Saturday, July 12, 2014

Cowboys of Color: Harold Cash and Vincent Jacobs on Living Your Best Life Radio with Genma Holmes

Remember growing wanting to be a cowboy or cowgirl? The old western movies captured all of our imaginations. But rarely did we see cowboys who reflected the diversity of the west and our country.


On Saturday, July 12, 2014, listen to men who careers have been in the rodeo, true American Cowboys of Color. Tune in to hear from legendary heroes, Harold Cash and Vincent Jacobs. Listen to them share how they broke racial barriers to tour the rodeo circuit and how they are making sure the complete story of the American Cowboy is told accurately.

Harold Cash who was inducted into the Rodeo Hall of Fame in 2010 credits his education from Prairie View  A& M College to him being a part of the Rodeo. Listen to him share highlights from his stellar career as rodeo star, working in the oil business, and owning the first Black Country Western Club in Houston, Texas. Cash believes in bring others along on his journey. Hear him share how he honors others who have gone before him on the rodeo cirucut.

Vincent Jacobs, a 50-year resident of Barrett Station, is recognized as a legendary African-American Cowboys in Texas. At 15, he was introduced to competitive bull riding, and in 1970 he was one of the first black men to ride in the Houston Livestock Show and Rodeo. Hear him share what it was like to be a trailblazer among trailblazers. Jacobs will be inducted into the Rodeo Hall of Fame on in July.

Living Your Best Life Radio, radio that empowers, inspires, and motivates you to live your BEST life, can be heard on 760 AM in the Middle-Tennessee Region, Tune In, military bases, and streamed live on U-Stream.TV from 9-10AM CST. This show will also air on WTST, a member of the HBCU radio network (XM 142).

Follow the #cowboysofcolor hash tag on Facebook and Twitter.

More About the Rode Hall of Fame Mission


The National Multicultural Western Heritage Museum and Hall of Fame is dedicated to honoring and documenting the lives of men and women who have made exemplary contributions to Western Heritage, past and present.

More About Harold Cash


For years Harold was a spectator with his grandfather, however in 1967 hometown cowboy friends Elijah and Charlie Davis entered him into his first rodeo at the S.P. Picnic Ground. Thus his rodeo career began. Thereafter in 1969 Cash teamed up and traveled with his mentor, “The World Greatest” Willie Thomas, Sr. to cities and states such as Chicago, Denver, New York, Washing D.C. and Oklahoma participating in rodeos. Even though Cash rode bulls, he specialized in Bare Back Riding. He was an expert at riding the “Bad One’s” especially those that stock contractors thought no one could ride. One memorable ride was when Harold Cash rode a horse in Washington, D.C. known as the horse of the year named “Playboy” owned by the Thera Latting Rodeo Production of Robbins, Illinois. Cash won the All American Rodeo Association Champion Bare Back Buckle in1979 and 1981. Along with numerous trophies and Awards in his rodeo career, in 1995 Cash won the Old Time Rodeo Association Bare Back Buckle, which is when he retired from the arena.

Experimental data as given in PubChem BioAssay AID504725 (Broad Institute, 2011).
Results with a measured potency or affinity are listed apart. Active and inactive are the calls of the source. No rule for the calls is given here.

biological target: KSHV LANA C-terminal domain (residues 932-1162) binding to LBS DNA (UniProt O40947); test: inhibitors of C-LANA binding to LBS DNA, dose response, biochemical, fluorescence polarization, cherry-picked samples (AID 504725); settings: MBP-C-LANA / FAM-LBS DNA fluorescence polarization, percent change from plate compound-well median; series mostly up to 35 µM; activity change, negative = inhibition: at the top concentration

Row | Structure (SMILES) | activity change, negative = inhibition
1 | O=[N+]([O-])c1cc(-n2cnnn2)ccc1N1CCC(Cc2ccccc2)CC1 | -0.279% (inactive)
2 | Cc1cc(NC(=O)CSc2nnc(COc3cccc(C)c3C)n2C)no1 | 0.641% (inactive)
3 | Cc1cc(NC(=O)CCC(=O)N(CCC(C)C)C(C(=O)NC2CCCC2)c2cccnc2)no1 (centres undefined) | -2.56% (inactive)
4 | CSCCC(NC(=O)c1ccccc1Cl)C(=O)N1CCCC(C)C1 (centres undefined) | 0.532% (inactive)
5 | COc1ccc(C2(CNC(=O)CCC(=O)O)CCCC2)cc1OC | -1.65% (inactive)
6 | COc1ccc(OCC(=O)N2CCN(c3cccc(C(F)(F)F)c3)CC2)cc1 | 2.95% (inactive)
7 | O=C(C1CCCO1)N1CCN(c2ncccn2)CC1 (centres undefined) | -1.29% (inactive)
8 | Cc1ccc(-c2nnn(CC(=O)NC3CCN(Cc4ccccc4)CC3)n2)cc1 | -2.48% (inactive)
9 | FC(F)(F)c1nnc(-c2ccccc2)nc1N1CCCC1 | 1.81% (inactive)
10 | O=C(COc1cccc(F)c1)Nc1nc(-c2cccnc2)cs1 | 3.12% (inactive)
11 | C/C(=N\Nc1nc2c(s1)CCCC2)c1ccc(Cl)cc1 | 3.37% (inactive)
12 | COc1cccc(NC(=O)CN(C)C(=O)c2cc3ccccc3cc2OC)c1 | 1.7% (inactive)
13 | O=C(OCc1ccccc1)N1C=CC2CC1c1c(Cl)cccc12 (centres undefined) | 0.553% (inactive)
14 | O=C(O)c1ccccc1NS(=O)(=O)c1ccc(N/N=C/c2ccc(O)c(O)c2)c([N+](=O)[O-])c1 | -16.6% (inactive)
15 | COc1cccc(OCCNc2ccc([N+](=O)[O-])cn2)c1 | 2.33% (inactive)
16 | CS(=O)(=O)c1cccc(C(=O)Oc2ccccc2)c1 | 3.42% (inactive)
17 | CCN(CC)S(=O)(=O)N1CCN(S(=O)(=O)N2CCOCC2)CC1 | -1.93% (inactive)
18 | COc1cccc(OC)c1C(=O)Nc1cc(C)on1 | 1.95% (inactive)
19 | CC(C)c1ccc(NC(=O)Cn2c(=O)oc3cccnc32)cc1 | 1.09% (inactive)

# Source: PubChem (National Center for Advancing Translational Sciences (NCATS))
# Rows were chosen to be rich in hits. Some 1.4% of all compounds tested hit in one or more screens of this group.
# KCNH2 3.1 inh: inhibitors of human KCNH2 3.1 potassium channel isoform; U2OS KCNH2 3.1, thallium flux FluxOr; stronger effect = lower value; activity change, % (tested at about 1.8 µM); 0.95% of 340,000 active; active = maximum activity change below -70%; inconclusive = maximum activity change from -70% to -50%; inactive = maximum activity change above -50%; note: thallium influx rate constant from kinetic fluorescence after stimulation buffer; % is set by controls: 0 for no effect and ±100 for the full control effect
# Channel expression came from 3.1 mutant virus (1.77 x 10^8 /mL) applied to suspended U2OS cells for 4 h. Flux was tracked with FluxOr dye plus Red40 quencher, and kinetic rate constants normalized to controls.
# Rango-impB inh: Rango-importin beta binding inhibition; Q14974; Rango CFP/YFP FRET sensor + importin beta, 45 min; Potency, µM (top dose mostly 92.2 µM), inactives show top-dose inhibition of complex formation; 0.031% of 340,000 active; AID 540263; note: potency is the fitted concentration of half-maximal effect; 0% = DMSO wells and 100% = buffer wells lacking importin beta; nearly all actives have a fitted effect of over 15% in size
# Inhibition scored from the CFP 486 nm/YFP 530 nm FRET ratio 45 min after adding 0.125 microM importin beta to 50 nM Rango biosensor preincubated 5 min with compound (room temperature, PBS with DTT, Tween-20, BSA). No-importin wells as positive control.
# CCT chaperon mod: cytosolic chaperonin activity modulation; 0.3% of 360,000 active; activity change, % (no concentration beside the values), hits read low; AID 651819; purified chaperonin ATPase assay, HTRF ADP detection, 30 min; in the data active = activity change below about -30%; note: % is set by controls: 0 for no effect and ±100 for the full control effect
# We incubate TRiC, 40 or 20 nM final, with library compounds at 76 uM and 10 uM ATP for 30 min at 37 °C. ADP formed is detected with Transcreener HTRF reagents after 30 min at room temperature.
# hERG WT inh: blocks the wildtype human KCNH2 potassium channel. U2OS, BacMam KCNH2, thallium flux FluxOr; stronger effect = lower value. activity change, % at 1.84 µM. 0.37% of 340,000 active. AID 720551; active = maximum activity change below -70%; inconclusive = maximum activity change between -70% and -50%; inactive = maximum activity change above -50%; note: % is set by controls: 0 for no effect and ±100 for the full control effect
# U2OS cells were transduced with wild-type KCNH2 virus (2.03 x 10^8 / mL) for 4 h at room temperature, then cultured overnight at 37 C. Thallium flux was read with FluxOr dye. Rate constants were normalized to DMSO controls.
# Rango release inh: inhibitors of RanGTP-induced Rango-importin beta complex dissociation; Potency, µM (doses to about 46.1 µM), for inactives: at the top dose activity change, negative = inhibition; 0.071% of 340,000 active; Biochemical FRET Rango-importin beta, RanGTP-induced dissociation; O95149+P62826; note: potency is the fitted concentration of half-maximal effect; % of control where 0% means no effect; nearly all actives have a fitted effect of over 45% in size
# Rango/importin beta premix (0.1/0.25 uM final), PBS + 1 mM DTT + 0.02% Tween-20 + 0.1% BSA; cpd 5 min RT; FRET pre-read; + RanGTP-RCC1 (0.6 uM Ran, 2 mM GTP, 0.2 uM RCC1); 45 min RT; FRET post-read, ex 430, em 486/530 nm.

In 1982, Cash became the Co-owner of the first Black Country Western Club in Houston, Texas with his friend Myrtis Dightman. In 1985, he became the sole owner of the “Tie Down Saloon” Country and Western Club in Texas City, Texas. In addition, some of Harold Cash’s community accomplishments are, Master Mason Grand Lodge 112, - Logos Bible Institute, Houston, Texas, - Ike Carden Rodeo Association - Over the Hill & Future Cowboy Rodeo Association, - Galveston County Fair & Rodeo Association - Houston Livestock show and Rodeo Black Professional Cowboy & Cowgirl Association – Texas House of Representatives Honored as an outstanding example of a Texas icon-A real cowboy –and the President of the All American Youth Rodeo Association.

More About Vincent Jacobs


Vincent Jacobs is an American cowboy who grew up in the 1940s. He challenges what is written as history with factual information about the American West and speaks often at schools and colleges about the accuracy of American History. He notes many movies about the "Wild West" are Hollywood versions of stories that omit the role of black cowboys in our Western culture. Jacobs states many stories were changed to make material for a number of films like The Lone Ranger which was said to be inspired by Bass Reeves, a former slave who had an illustrious career as a U.S. Marshall. Also, the film, The Searchers, is based on a novel by Alan Le May, which was inspired by legendary Brit Johnson, a famous black cowboy. In recent years, black characters appear more in films such as Wild West Posse, Unforgiven, and Django Unchained. But Hollywood has ignored the ethnic diversity of the cowboy in American West which is considered the birthplace of America where Americans made ​​a difference to people of European descent. The West is seen as a frontier where white people showed their courage but does not depict many people of color who had no rights under the U.S. Constitution were just as courageous and made many historical contributions to our society in spite of the circumstances that prohibited them from being considered citizens. Jacobs still fights for all Americans who have contributed so much to recognized and honored.

Jacobs has been recognized by many organizations and is honored to be nominated into the Rodeo Hall of Fame.

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